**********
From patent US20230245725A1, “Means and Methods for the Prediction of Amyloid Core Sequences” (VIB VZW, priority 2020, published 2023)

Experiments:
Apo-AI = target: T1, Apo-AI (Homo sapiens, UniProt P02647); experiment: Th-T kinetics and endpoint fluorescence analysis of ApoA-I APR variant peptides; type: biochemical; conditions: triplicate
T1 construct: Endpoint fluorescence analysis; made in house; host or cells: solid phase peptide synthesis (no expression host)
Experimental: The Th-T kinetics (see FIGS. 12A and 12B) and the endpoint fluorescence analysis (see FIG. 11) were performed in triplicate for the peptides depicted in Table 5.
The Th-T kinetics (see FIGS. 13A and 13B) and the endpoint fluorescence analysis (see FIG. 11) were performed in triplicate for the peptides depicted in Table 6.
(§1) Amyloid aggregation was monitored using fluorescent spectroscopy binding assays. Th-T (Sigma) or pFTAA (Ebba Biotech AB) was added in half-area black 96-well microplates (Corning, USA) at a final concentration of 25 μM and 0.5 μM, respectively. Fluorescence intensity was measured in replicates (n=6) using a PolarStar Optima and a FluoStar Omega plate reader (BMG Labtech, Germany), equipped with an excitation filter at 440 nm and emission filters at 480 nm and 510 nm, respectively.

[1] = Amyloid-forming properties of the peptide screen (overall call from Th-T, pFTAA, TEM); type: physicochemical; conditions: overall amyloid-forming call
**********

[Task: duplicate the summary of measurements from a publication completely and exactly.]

From patent US20230245725A1, “Means and Methods for the Prediction of Amyloid Core Sequences” (VIB VZW, priority 2020, published 2023)

Experiments:
Apo-AI = target: T1, Apo-AI (Homo sapiens, UniProt P02647); experiment: Th-T kinetics and endpoint fluorescence analysis of ApoA-I APR variant peptides; type: biochemical; conditions: triplicate
T1 construct: Endpoint fluorescence analysis; made in house; host or cells: solid phase peptide synthesis (no expression host)
Experimental: The Th-T kinetics (see FIGS. 12A and 12B) and the endpoint fluorescence analysis (see FIG. 11) were performed in triplicate for the peptides depicted in Table 5.
The Th-T kinetics (see FIGS. 13A and 13B) and the endpoint fluorescence analysis (see FIG. 11) were performed in triplicate for the peptides depicted in Table 6.
(§1) Amyloid aggregation was monitored using fluorescent spectroscopy binding assays. Th-T (Sigma) or pFTAA (Ebba Biotech AB) was added in half-area black 96-well microplates (Corning, USA) at a final concentration of 25 μM and 0.5 μM, respectively. Fluorescence intensity was measured in replicates (n=6) using a PolarStar Optima and a FluoStar Omega plate reader (BMG Labtech, Germany), equipped with an excitation filter at 440 nm and emission filters at 480 nm and 510 nm, respectively.

[1] = Amyloid-forming properties of the peptide screen (overall call from Th-T, pFTAA, TEM); type: physicochemical; conditions: overall amyloid-forming call